Sports Illustrated Got Nothing On the Pulp
The Pulp Curse is on the Marlins. It was a mere four days ago that I wrote about how exciting the young team has been and predicted they'd make a strong run for the wild card. Since then, they've been swept by Dodgers and the management has publicly imploded. Kevin Baxter clues us in on the team's turmoil in todays Miami Herald. The Sun-Sentinel's Mike Berardino also adds intriguing info on the argument, apparently inspired by Robert DeNiro, between Girardi and and team owner Jeffrey Loria after a questionable called third strike on a Marlin Sunday:
"It was like a back-and-forth, 'You talking to me?' type of deal," the second source said. "It was, 'Yeah, I'm talking to you,' and it went from there."
Look at the photograph above, shot by the Herald's Walter Michot. How'd you like that giant ape bearing down on you at work? Not good.
-- Okay, so billioniare Jeffrey Epstein is going on the offensive about charges that he solicited prostitution from young girls in his Palm Beach mansion. He's even hired a high-rolling New York publicist named Dan Klores, who reps Paris Hilton and Jennifer Lopez. Larry Keller tells it in the Palm Beach Post. I'm no P.R. expert, quite the opposite, but I'm thinking Epstein should keep his mouth shut right now, except to eat the the occasional meal of raw shit.
-- The Palm Beach Post's Kevin Deutsch strikes again. It's a story that has the oh-shit factor from the start: Eight-year-old runs over two-year-old cousin. Just the facts would have been fine. But Deutsch does the detail and gets into the head -- and stomach -- of the 12-year-old who took the keys in the first place. The lede:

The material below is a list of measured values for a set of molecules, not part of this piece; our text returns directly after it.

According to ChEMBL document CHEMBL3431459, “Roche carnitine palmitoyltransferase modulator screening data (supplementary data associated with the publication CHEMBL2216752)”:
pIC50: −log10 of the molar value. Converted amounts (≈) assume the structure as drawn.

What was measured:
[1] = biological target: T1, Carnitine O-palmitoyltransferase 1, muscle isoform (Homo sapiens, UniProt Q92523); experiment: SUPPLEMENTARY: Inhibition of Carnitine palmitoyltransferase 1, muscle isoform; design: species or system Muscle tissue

The 2-year-old boy lay in the driveway beside the beat-up Oldsmobile that hit him, a black tire mark streaked across his chest, his forearm broken and bleeding.
Jasmine Addison, 12, screamed at the sight of her little cousin, Mikhi Akins, lying in the driveway. She had a weight in the pit of her stomach, a weight that, even at her young age, she identified as guilt. In that moment, she wished she'd never taken her mother's keys from the kitchen; that she'd stopped her sister from putting the car into gear.
-- The Sentinel's series on the insurance industry wrapped up today. Nothing too explosive, but reporter Kathy Bushouse's work serves as a strong 101 course on what's happening in a very complicated arena and shows how the legislature in Tallahassee hung us all out to dry for the insurance industry's benefit. If you haven't read it, start here, then there's part two, and today's wind-down from Mark Hollis, which details the payoffs, I mean political contributions, from the companies.
-- Finally, I neglected to mention a whoop-ass story by Brittany Wallman, my dear wife, in yesterday's Sun-Sentinel about how a fight between two Israeli landowners has brought development on Fort Lauderdale Beach to a veritable standstill. One of the players: billionaire Yitzhak Tshuvais, the fifth richest man in his home country. If you missed it, check out the story, which is all the talk of the city, and the comments.
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